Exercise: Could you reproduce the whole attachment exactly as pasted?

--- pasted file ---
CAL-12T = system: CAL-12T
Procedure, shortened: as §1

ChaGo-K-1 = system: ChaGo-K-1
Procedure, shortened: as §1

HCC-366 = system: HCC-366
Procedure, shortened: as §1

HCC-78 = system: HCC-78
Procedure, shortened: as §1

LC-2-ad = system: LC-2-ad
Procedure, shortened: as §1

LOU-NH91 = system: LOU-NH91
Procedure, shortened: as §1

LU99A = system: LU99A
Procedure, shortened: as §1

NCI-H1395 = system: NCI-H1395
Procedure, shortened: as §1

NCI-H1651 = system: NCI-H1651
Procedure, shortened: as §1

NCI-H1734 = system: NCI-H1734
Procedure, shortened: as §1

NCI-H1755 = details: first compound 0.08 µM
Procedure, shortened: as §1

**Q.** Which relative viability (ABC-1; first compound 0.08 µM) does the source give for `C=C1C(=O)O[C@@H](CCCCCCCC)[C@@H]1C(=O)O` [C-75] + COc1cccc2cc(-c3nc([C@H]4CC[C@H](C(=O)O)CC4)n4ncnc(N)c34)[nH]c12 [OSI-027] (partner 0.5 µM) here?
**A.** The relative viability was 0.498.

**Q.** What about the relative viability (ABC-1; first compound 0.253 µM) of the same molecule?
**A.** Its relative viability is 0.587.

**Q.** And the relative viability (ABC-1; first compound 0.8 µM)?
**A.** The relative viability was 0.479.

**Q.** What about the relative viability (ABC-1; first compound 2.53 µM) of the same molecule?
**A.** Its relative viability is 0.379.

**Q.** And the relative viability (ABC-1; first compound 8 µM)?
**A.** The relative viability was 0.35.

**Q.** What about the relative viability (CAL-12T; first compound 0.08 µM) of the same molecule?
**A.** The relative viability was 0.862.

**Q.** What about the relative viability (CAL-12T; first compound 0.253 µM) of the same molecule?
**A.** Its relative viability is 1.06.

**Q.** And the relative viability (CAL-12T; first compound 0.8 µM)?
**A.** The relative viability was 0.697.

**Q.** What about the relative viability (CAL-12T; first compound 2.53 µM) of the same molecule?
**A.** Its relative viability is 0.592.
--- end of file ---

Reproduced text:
CAL-12T = system: CAL-12T
Procedure, shortened: as §1

ChaGo-K-1 = system: ChaGo-K-1
Procedure, shortened: as §1

HCC-366 = system: HCC-366
Procedure, shortened: as §1

HCC-78 = system: HCC-78
Procedure, shortened: as §1

LC-2-ad = system: LC-2-ad
Procedure, shortened: as §1

LOU-NH91 = system: LOU-NH91
Procedure, shortened: as §1

LU99A = system: LU99A
Procedure, shortened: as §1

NCI-H1395 = system: NCI-H1395
Procedure, shortened: as §1

NCI-H1651 = system: NCI-H1651
Procedure, shortened: as §1

NCI-H1734 = system: NCI-H1734
Procedure, shortened: as §1

NCI-H1755 = details: first compound 0.08 µM
Procedure, shortened: as §1

**Q.** Which relative viability (ABC-1; first compound 0.08 µM) does the source give for `C=C1C(=O)O[C@@H](CCCCCCCC)[C@@H]1C(=O)O` [C-75] + COc1cccc2cc(-c3nc([C@H]4CC[C@H](C(=O)O)CC4)n4ncnc(N)c34)[nH]c12 [OSI-027] (partner 0.5 µM) here?
**A.** The relative viability was 0.498.

**Q.** What about the relative viability (ABC-1; first compound 0.253 µM) of the same molecule?
**A.** Its relative viability is 0.587.

**Q.** And the relative viability (ABC-1; first compound 0.8 µM)?
**A.** The relative viability was 0.479.

**Q.** What about the relative viability (ABC-1; first compound 2.53 µM) of the same molecule?
**A.** Its relative viability is 0.379.

**Q.** And the relative viability (ABC-1; first compound 8 µM)?
**A.** The relative viability was 0.35.

**Q.** What about the relative viability (CAL-12T; first compound 0.08 µM) of the same molecule?
**A.** The relative viability was 0.862.

**Q.** What about the relative viability (CAL-12T; first compound 0.253 µM) of the same molecule?
**A.** Its relative viability is 1.06.

**Q.** And the relative viability (CAL-12T; first compound 0.8 µM)?
**A.** The relative viability was 0.697.

**Q.** What about the relative viability (CAL-12T; first compound 2.53 µM) of the same molecule?
**A.** Its relative viability is 0.592.